I have two tables Country and Capital, I set Capital's primary key as foreign key which references Country's primary. But when I use Entity Framework database-first, the model is 1 to 0..1.

How does one create a one-to-one relationship in SQL Server?

enter image description here

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    In practice. Who needs a "real" one-to-one relationship? a relationship of type 1 to 0..1 is Ok and more natural and practical. It's like adding a nullable column to an existing table. Just make a foreign key unique. – Shadi Namrouti Apr 7 '19 at 6:57
  • Ask yourself «which table do I want to add records to first?» and then add the FK to the other. – Tiago Martins Peres 李大仁 Jan 25 at 14:35

I'm pretty sure it is technically impossible in SQL Server to have a True 1 to 1 relationship, as that would mean you would have to insert both records at the same time (otherwise you'd get a constraint error on insert), in both tables, with both tables having a foreign key relationship to each other.

That being said, your database design described with a foreign key is a 1 to 0..1 relationship. There is no constrain possible that would require a record in tableB. You can have a pseudo-relationship with a trigger that creates the record in tableB.

So there are a few pseudo-solutions

First, store all the data in a single table. Then you'll have no issues in EF.

Or Secondly, your entity must be smart enough to not allow an insert unless it has an associated record.

Or thirdly, and most likely, you have a problem you are trying to solve, and you are asking us why your solution doesn't work instead of the actual problem you are trying to solve (an XY Problem).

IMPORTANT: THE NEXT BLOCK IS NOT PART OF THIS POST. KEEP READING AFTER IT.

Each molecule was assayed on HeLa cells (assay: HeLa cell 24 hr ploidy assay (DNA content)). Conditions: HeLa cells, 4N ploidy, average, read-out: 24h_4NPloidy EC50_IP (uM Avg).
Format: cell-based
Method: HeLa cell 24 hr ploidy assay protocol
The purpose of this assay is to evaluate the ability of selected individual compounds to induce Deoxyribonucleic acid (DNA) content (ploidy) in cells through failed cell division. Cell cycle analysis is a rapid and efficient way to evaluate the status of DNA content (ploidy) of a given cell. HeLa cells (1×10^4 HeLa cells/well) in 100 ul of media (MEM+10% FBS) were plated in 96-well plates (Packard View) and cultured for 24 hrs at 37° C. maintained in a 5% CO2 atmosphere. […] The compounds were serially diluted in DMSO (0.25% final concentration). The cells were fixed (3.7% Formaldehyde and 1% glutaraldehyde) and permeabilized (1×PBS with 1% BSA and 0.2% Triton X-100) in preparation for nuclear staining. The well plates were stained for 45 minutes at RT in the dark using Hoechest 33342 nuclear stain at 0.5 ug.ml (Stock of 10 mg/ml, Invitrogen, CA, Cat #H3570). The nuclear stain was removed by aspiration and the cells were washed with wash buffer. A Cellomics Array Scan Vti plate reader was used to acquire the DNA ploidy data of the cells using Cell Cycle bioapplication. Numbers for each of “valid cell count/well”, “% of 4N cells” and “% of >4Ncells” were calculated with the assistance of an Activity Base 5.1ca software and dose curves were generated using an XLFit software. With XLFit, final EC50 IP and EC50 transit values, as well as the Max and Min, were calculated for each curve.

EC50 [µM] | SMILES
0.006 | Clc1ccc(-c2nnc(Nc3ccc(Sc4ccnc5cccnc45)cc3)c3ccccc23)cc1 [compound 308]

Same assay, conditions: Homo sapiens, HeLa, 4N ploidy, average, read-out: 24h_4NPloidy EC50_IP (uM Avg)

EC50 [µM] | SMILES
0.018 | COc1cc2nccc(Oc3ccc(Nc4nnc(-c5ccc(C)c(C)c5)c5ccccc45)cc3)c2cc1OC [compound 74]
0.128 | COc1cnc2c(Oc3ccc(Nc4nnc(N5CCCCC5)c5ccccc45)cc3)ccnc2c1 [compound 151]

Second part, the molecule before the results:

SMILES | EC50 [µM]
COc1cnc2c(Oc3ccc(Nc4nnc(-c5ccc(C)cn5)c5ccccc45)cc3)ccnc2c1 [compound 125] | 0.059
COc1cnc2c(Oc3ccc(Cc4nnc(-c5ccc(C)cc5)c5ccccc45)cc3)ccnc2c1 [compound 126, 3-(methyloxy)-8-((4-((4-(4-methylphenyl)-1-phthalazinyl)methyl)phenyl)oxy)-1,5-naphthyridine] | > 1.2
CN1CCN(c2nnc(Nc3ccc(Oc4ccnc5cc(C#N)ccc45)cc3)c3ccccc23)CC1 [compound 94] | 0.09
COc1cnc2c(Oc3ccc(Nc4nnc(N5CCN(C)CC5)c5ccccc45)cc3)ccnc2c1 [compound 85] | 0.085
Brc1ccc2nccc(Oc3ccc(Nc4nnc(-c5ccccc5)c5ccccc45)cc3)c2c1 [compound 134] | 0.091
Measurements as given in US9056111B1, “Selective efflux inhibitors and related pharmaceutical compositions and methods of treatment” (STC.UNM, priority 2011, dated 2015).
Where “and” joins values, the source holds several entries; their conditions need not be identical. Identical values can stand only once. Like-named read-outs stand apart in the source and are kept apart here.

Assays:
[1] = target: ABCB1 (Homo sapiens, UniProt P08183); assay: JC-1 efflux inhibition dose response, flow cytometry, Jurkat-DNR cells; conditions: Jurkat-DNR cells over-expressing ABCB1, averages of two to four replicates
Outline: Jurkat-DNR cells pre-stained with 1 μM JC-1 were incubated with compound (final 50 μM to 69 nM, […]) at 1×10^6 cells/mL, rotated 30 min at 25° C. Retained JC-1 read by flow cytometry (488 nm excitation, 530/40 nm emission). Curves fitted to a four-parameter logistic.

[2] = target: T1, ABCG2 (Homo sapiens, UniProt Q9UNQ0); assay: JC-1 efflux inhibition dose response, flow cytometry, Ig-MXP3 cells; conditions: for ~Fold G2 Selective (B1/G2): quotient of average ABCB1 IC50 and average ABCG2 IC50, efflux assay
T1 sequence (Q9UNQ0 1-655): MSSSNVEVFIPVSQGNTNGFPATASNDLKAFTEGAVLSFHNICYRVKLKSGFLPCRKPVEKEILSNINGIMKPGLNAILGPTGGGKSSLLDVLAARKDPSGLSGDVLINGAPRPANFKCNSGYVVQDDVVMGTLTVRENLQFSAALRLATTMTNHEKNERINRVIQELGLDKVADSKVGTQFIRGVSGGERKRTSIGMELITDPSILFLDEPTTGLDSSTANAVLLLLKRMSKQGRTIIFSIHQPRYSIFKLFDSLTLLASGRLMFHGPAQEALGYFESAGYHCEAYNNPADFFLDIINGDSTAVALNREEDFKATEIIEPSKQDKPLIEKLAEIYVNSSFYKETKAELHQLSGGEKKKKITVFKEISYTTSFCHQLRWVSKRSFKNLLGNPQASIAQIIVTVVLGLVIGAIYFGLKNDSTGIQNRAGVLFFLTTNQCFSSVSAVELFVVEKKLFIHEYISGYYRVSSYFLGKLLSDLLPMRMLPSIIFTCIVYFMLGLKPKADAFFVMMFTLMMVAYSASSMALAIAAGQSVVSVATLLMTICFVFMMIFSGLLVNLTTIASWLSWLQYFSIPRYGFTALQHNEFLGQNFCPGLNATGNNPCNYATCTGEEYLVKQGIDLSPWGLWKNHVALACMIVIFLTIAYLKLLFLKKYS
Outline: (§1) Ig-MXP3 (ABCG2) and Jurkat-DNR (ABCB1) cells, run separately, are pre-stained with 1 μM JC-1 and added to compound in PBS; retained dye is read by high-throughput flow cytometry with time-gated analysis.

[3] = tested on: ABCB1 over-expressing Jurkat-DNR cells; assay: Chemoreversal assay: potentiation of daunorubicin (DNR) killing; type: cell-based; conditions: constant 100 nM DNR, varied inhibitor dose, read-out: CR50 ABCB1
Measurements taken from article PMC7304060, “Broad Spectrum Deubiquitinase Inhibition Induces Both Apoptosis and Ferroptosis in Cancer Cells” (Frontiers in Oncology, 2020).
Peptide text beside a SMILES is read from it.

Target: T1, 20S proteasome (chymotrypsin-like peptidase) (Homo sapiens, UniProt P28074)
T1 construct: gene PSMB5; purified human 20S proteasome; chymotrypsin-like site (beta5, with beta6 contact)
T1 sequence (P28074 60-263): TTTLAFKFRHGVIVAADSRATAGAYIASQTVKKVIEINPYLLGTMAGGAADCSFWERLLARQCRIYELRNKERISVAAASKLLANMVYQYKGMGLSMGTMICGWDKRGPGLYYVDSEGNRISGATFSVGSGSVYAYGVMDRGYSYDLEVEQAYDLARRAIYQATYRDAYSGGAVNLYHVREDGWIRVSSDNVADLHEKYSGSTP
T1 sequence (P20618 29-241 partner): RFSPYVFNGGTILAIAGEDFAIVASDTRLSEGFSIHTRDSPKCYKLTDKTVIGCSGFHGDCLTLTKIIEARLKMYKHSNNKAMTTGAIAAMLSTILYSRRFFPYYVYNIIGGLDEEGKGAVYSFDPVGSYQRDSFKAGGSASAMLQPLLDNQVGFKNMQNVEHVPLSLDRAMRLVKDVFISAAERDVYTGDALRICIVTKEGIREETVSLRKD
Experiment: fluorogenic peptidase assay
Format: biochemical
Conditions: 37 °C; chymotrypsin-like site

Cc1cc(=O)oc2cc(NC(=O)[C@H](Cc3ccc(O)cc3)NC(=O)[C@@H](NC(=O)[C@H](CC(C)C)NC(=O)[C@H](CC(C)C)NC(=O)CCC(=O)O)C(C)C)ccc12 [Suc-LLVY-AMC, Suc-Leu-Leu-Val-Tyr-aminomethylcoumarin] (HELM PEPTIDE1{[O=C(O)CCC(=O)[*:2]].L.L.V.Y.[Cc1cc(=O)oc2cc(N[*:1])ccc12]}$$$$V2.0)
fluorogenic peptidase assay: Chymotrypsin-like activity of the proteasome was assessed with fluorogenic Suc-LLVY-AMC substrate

To explain in REALITY how 1 to 1 relationships don't work, I'll use the analogy of the Chicken or the egg dilemma. I don't intend to solve this dilemma, but if you were to have a constraint that says in order to add a an Egg to the Egg table, the relationship of the Chicken must exist, and the chicken must exist in the table, then you couldn't add an Egg to the Egg table. The opposite is also true. You cannot add a Chicken to the Chicken table without both the relationship to the Egg and the Egg existing in the Egg table. Thus no records can be every made, in a database without breaking one of the rules/constraints.

Database nomenclature of a one-to-one relationship is misleading. All relationships I've seen (there-fore my experience) would be more descriptive as one-to-(zero or one) relationships.

  • "...as that would mean you would have to insert both records at the same time" so one to many relationship means that you need to insert all the records at the same time? – Igor Borisenko Apr 24 '12 at 6:28
  • No, because a one to many is actually 1 to 0..(x). There is still no requirement to have any records in the many relationship. :D (this is specifically regarding how EF describes relationships, not me) – Erik Philips Apr 24 '12 at 6:30